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Cross River targets 50% reduction in mother, child mortality in 2021

By Agosi Todo, Calabar
18 December 2020   |   2:27 am
The Cross River State Government has promised to reduce maternal and child mortality rate by 50 per cent in 2021. Commissioner for Health, Dr. Betta Edu, stated this yesterday at the commencement of the Maternal Newborn and Child Health Week (MNCH) in Calabar.

The Cross River State Government has promised to reduce maternal and child mortality rate by 50 per cent in 2021. Commissioner for Health, Dr. Betta Edu, stated this yesterday at the commencement of the Maternal Newborn and Child Health Week (MNCH) in Calabar.

Stating that the campaign was a Christmas bonus package for mothers and children in the state, Edu said about 900, 000 mothers of child bearing age and 361, 127 children were targeted for the exercise even in hard to reach areas.

She tasked health workers to be diligent in ensuring that every mother and children get the treatment, adding: “For this campaign, the target is to see that we reduce the mother and child mortality in Cross River State by at least 50 per cent.

“We hope to immunise about 361,127 children in far flung areas and we are also targetting about 900,000 mothers within reproductive age. We want to reduce infant mortality to an insignificant level and it is the diligence of the health workers that will ensure its success.”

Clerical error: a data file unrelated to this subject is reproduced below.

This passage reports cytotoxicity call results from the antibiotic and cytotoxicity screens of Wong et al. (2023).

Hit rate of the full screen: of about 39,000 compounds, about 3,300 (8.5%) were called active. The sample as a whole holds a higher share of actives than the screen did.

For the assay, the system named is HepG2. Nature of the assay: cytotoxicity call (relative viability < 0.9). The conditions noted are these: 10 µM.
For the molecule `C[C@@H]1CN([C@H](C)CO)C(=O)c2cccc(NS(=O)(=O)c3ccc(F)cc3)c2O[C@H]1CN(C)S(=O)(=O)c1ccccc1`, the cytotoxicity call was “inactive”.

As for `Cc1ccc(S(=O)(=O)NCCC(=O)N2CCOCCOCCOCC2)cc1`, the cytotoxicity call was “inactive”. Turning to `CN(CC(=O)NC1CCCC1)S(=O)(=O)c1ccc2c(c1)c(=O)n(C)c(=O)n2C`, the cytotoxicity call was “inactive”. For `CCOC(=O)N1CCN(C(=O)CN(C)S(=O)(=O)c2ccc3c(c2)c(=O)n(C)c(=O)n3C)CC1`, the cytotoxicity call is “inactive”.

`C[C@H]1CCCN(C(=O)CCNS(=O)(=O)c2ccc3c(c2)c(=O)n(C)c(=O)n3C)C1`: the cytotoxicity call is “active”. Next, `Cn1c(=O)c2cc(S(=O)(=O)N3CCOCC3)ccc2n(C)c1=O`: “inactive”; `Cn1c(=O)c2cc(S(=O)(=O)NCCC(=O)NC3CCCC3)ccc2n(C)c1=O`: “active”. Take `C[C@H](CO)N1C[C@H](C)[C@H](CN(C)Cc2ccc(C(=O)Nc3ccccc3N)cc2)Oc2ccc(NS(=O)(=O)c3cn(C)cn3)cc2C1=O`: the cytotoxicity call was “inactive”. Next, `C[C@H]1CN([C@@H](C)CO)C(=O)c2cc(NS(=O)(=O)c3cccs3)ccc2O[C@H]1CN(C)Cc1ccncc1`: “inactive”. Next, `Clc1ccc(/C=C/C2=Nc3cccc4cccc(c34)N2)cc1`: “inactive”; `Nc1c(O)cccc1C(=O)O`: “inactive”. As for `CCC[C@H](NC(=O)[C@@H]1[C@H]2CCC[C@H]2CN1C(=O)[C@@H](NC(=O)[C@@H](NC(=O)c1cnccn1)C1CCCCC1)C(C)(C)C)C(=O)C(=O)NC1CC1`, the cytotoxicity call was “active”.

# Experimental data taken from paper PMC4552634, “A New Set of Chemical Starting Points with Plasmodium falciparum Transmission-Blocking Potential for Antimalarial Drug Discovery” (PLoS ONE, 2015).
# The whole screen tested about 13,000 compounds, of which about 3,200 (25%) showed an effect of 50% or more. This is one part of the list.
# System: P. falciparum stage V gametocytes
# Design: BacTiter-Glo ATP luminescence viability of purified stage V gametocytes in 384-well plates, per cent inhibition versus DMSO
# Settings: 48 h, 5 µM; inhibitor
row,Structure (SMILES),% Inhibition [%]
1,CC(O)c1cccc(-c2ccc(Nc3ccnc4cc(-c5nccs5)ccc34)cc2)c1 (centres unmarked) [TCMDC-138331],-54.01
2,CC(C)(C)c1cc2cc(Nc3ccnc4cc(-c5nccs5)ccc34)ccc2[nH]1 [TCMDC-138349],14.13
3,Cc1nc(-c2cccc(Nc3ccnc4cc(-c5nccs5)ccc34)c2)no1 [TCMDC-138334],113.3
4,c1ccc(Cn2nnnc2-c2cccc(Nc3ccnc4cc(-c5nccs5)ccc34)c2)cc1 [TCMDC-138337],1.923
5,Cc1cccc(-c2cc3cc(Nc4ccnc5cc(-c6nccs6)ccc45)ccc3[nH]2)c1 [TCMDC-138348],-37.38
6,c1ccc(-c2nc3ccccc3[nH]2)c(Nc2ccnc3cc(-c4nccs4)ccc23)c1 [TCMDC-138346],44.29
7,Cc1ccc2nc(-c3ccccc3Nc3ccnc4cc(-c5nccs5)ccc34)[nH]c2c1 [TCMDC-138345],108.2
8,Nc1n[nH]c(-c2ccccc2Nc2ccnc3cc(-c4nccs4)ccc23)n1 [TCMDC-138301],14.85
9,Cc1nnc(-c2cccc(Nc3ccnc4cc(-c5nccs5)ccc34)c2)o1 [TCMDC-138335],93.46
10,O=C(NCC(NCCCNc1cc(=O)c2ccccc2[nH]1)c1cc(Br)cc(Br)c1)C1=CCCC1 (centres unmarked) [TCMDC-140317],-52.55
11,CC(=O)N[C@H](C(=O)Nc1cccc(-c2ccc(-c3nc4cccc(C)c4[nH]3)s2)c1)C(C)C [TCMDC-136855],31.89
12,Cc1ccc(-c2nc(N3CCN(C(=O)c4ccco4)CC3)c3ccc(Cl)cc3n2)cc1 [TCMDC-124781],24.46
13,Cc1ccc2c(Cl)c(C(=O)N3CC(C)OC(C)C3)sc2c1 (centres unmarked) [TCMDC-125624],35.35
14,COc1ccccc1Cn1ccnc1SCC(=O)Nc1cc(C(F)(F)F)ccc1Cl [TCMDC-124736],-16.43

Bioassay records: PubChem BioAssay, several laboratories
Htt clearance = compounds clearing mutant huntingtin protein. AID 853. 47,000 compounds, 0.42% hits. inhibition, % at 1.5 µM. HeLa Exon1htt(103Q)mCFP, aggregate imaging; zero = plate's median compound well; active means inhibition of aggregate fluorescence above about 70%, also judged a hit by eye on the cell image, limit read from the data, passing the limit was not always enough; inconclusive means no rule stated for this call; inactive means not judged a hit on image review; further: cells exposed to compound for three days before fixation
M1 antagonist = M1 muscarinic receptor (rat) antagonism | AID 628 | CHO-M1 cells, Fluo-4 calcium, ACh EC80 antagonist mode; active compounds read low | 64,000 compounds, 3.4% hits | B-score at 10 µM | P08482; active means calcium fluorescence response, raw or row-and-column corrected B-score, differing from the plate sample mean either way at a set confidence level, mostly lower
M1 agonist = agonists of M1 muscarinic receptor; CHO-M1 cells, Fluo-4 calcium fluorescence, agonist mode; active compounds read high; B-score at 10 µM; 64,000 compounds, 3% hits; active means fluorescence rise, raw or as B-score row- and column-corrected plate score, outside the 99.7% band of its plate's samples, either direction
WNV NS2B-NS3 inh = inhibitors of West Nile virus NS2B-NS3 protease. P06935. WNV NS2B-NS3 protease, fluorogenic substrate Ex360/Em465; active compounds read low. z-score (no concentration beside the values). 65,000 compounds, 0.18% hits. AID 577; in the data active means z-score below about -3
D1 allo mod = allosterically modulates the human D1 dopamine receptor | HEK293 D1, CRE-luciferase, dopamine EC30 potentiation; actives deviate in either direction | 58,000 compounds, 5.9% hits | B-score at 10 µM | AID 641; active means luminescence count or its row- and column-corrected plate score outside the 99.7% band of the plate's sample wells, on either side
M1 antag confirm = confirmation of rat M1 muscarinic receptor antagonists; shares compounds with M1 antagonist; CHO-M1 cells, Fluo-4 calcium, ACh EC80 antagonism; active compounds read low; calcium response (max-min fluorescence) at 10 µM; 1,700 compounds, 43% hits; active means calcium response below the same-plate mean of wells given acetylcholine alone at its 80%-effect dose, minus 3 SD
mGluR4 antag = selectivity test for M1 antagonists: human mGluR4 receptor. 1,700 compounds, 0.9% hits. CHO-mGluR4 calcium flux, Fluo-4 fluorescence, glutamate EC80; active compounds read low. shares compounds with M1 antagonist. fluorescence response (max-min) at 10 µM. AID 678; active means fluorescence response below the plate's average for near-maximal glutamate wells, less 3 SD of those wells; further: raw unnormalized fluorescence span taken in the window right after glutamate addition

On her part, Director-General of the State Primary Healthcare Development Agency (SPHDA), Dr. Janet Ekpenyong, said in spite of the gaps the COVID-19 pandemic created in healthcare services, especially in infant and child mortality, the state government would not relent in providing nutritional services.

Ekpenyong said: “Because of COVID-19, gaps have been created in health services and we bridge the gaps with this kind of intervention. The MNCH is about integrated services and an opportunity to ensure that if there are gaps in nutrition, we will fill them,” she said.

Speaking earlier, Coordinator of the World Health Organisation (WHO), Raji Railwan, appealed to traditional rulers to convince women to make themselves and their children to go for the treatment and assured of the state government’s support to make the programme succeed.